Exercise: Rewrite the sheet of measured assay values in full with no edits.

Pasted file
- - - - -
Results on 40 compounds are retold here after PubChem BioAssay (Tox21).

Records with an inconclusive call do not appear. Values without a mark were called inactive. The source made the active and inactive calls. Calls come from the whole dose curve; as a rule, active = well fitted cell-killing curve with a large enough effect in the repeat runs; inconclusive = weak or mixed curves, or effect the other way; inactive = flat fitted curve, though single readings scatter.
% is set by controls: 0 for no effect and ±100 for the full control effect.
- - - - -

Results on 40 compounds are retold here after PubChem BioAssay (Tox21).

Records with an inconclusive call do not appear. Values without a mark were called inactive. The source made the active and inactive calls. Calls come from the whole dose curve; as a rule, active = well fitted cell-killing curve with a large enough effect in the repeat runs; inconclusive = weak or mixed curves, or effect the other way; inactive = flat fitted curve, though single readings scatter.
% is set by controls: 0 for no effect and ±100 for the full control effect.